It’s disturbing Mourinho came so close, so soon, to the finger-pointing he tortured Stamford Bridge fans with in the first half of last season. In the end, he accepted responsibility, but suggesting the players “did not give me what I wanted” is not the same as admitting you put them in a position to fail rather than succeed. Going forward, that is a concern. On the other hand, he had every reason to feel let down by the most expensive player he left on the pitch. From wherever Yaya Touré took in the match, likely a bakery specializing in birthday cake, he had to be thinking there was little difference between his play and that of Paul Pogba on the day. And he’d be right, just not in a good way. City’s midfield was just too quick for the young Frenchman to come to grips with on either side of the ball.
Mourinho also took issue with Mark Clattenburg’s restraint in full view of Claudio Bravo’s lack thereof. A keeper is given first dibs on the ball, even for a fifty-fifty chance he has just coughed up with a horrendously heavy touch to avoid an attacker. Regardless, a keeper has as little business coming into any challenge with his studs raised than an outfield player. Both a penalty and a booking were warranted in the situation.
Assuming Rooney or Ibra converted from the spot, the match’s tenor would have changed. That doesn’t mean United would have come away with a point, however. If you count all the what-might-have-beens, Rashford’s faux-equalizer when Zlatan was clearly offside, influencing Claudio Bravo’s play, De Bruyne hitting the post, then watching it slither across the goal mouth rather than in, and the two near-post saves David de Gea was forced into making late on, everything evens out. City are still one to the good. It is what it is.
Encouragement came with City’s first half domination turned upside down in the second half. They enjoyed several opportunities on the counter, but found themselves on the back foot too often, I’m sure, for Guardiola’s liking. Clinging desperately to a lead is not his style. United’s second-half pressure increased when Luke Shaw came off for Martial, as United adopted a 3-5-2. The formation has consistently stymied Guardiola-coached sides, whether employed by Antonio Conte’s Juventus or Diego Simeone’s Atletico Madrid. It was also a thorn in the Spanish national team’s side in both the most recent World Cup and Euro competitions. An interesting question is whether Mourinho will consider it for the rematch in February? Regardless, there’s no reason to believe United can’t take an even share of the Manchester Derby spoils provided their manager doesn’t try to be too cute again, and simply trusts in his best players.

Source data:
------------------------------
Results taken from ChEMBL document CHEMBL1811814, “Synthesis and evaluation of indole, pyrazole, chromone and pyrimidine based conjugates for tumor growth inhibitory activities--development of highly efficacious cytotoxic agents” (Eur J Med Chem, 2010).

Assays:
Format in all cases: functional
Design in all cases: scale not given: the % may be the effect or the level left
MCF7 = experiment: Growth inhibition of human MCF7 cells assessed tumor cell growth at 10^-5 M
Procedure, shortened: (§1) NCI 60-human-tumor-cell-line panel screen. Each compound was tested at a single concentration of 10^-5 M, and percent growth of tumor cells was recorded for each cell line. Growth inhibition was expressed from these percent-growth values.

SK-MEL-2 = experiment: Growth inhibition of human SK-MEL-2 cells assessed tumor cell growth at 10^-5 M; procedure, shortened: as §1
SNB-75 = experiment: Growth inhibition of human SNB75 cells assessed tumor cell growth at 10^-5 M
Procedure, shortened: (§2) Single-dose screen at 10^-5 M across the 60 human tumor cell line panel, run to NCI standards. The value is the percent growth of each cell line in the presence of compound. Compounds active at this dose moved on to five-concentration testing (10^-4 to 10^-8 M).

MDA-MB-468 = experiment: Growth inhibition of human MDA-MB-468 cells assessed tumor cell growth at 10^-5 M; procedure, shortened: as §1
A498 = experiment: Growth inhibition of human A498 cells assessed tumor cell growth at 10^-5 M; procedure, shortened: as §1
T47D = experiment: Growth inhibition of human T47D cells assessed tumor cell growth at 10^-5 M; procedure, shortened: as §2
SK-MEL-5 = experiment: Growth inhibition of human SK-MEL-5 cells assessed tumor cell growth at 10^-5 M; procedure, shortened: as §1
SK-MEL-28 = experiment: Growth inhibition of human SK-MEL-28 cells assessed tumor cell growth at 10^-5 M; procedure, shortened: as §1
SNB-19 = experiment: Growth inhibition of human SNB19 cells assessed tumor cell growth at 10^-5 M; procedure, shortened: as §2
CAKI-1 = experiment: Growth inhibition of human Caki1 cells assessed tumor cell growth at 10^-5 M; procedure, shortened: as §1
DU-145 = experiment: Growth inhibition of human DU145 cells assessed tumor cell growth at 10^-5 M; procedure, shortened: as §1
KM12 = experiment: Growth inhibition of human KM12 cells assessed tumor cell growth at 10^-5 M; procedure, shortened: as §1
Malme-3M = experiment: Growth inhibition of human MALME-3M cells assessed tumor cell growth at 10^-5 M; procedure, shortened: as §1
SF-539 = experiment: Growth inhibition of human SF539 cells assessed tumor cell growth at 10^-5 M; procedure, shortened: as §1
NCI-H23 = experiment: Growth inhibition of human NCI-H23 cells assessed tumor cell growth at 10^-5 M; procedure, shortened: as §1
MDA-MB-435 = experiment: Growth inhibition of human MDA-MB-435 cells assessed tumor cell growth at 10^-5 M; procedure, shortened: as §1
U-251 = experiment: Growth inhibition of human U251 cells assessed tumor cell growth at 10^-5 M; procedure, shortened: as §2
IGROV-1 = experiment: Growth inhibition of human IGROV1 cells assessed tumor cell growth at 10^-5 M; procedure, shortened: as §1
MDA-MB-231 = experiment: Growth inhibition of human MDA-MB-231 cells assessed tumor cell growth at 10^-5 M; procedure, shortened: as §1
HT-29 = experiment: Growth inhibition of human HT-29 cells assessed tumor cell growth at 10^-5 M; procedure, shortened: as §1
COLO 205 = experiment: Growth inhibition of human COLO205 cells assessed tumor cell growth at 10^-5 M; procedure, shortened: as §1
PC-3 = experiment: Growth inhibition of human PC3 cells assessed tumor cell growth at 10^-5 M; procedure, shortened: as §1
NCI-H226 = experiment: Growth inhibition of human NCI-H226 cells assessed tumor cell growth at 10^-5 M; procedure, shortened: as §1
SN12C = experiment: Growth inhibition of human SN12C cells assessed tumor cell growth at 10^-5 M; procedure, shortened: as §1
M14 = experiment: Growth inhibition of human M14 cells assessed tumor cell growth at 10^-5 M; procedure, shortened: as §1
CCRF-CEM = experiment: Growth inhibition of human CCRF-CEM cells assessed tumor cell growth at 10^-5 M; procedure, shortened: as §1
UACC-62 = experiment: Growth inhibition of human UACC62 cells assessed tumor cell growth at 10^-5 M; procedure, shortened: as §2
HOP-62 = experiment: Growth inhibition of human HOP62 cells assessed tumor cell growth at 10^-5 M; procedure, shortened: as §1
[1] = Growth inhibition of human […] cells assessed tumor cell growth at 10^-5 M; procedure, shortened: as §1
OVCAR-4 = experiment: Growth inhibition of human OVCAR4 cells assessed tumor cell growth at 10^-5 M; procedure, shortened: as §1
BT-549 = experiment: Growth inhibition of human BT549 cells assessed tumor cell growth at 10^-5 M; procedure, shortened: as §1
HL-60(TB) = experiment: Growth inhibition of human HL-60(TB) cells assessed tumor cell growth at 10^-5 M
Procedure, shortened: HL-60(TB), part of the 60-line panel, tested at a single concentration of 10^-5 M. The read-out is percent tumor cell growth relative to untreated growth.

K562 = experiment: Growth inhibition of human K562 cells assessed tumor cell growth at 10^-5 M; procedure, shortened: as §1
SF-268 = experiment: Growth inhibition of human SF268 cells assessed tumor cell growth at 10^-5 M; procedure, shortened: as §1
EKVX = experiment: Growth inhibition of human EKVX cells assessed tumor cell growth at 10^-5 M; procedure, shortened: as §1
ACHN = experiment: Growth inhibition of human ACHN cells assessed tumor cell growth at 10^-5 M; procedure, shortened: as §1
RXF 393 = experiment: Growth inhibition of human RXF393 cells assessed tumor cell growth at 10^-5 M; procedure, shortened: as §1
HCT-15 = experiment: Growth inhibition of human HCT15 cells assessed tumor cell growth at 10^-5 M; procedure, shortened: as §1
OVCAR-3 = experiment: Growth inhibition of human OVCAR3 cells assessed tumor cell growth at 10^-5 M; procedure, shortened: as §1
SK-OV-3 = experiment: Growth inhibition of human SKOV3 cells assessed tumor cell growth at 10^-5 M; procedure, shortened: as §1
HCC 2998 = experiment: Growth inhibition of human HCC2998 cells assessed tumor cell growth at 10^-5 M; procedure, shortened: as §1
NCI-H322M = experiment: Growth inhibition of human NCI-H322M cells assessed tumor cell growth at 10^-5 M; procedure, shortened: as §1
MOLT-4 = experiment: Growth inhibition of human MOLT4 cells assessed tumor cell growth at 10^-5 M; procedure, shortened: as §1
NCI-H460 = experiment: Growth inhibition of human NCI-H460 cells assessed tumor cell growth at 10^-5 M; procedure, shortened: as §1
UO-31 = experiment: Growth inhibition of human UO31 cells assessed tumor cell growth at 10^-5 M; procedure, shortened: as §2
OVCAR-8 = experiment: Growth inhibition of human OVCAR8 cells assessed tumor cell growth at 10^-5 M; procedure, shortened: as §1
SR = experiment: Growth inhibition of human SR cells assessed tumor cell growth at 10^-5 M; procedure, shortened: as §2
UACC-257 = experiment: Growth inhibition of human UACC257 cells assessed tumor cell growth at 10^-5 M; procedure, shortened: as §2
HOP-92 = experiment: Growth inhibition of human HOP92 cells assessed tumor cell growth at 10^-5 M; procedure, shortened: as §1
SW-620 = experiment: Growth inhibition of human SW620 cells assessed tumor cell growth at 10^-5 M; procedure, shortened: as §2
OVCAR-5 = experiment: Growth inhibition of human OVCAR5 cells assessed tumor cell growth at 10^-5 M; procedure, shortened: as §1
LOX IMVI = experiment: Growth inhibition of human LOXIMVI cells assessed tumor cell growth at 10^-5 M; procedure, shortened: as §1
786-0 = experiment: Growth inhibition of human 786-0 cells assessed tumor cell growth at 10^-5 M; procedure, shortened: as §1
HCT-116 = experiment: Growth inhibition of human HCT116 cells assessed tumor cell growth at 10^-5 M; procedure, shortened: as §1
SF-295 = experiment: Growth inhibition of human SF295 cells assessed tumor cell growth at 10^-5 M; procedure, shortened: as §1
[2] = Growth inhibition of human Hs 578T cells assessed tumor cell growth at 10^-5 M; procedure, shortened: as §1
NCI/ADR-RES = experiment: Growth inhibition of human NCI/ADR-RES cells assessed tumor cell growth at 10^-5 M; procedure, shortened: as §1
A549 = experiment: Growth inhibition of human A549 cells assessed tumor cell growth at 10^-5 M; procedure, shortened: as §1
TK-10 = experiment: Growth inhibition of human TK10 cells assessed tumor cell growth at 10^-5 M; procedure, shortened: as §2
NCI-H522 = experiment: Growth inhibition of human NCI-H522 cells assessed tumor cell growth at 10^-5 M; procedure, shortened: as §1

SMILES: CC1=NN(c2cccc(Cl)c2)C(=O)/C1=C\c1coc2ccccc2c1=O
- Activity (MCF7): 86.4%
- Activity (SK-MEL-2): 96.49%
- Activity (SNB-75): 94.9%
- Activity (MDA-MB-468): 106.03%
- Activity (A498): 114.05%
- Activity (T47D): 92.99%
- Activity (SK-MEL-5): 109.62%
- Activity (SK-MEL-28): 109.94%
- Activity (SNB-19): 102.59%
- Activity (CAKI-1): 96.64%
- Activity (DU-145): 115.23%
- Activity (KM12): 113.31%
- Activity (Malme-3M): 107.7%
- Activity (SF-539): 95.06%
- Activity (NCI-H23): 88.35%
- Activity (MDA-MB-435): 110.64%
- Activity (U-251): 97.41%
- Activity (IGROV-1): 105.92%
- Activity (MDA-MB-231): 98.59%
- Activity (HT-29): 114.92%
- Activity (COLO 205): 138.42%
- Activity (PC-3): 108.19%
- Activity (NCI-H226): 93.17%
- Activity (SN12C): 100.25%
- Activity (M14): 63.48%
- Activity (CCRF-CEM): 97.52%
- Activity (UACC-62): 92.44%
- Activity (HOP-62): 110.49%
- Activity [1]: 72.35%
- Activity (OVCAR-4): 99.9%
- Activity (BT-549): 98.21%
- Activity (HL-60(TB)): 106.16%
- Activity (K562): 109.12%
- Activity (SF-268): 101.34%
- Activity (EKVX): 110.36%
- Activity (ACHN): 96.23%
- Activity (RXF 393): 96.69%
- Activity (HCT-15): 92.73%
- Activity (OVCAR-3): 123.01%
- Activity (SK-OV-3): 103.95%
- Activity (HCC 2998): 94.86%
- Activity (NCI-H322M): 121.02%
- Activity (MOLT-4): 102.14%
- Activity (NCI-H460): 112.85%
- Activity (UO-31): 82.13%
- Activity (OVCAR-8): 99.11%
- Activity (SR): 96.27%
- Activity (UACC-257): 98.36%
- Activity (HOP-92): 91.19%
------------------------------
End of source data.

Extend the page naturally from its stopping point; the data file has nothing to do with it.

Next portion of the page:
All in all, 1-2 against the noisy neighbors wasn’t the best result. Nor the worst. And the match was far more entertaining than a supporter of a José Mourinho side facing a major rival has any right to expect. The only question left unanswered from the match was whether Guardiola’s players really understand all the gesticulating and leaping about their manager performs in the coach’s box. Ian Anderson may be available for consultation if, as I suspect, the answer is not so much.